Labour Center Revolts Amid Rumors of Split

Jeremy Corbyn loses half his shadow cabinet amid rumors that parliamentarians are considering a Labour split.

Labour's Jeremy Corbyn talks with reporters outside Parliament in London, England, June 11, 2008
Labour’s Jeremy Corbyn talks with reporters outside Parliament in London, England, June 11, 2008 (Flickr/Jasn)

The outcome of Thursday’s referendum, in which Britain voted 52 to 48 percent to leave the European Union, has thrown not just the country into confusion but the opposition Labour Party as well.

Hours after the results became clear there were calls for Jeremy Corbyn to face a vote of no-confidence.

Soon after, Hilary Benn, the shadow foreign secretary, was sacked after telling Corbyn he had lost confidence in his ability to lead the party.

As things stand, another 23 shadow cabinet members and high-ranking officials have resigned, including Heidi Alexander, the shadow health secretary; Angela Eagle, the shadow business secretary; Ian Murray, the shadow secretary for Scotland; Lucy Powell, the shadow education secretary; and Charles Falconer, former lord chancellor and shadow justice secretary.

New party in the making?

There is now a rumor going around that alongside the mounting pressure on Corbyn to resign, the broad church of Labour could be on the verge of splitting.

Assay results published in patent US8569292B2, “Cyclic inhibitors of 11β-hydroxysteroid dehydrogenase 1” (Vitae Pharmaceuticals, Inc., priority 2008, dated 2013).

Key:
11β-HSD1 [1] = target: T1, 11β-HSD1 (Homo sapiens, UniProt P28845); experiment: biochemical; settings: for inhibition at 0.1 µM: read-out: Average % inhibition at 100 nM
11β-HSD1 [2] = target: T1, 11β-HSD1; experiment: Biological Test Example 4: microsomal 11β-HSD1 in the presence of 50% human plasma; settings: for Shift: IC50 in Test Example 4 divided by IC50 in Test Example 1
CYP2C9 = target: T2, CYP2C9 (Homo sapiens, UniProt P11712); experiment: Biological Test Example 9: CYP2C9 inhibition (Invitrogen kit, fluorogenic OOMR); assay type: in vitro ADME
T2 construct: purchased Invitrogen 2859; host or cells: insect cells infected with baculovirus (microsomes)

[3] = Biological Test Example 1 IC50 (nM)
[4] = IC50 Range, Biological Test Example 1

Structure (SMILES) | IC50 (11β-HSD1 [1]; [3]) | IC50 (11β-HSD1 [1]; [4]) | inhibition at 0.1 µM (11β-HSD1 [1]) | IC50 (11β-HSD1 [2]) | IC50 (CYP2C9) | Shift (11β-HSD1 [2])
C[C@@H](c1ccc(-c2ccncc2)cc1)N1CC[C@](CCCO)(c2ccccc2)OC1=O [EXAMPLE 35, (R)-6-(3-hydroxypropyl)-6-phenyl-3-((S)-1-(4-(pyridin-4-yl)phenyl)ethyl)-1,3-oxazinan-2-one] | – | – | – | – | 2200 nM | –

Most of the resignations have come from those in Labour who occupy the center ground. They have all been replaced by Corbyn with more likeminded parliamentarians who are further to the left. What the rumor suggests is that these resignations are a prelude to the formation of a new center-left party.

Such a party would include rump Liberal Democrats, such as Vince Cable.

Seismic shift

Whether or not such a party is formed, it is clear the EU referendum has triggered a seismic shift in British politics, possibly on the scale of when Labour replaced the Liberals as the main opposition to the Conservatives.

If the rumor does turn out to be true, the new party could be a home for the 48 percent who voted to “remain” and are likely to be moderate centrists.

For now, all we can do is speculate as the roll call of Labour resignations continues.

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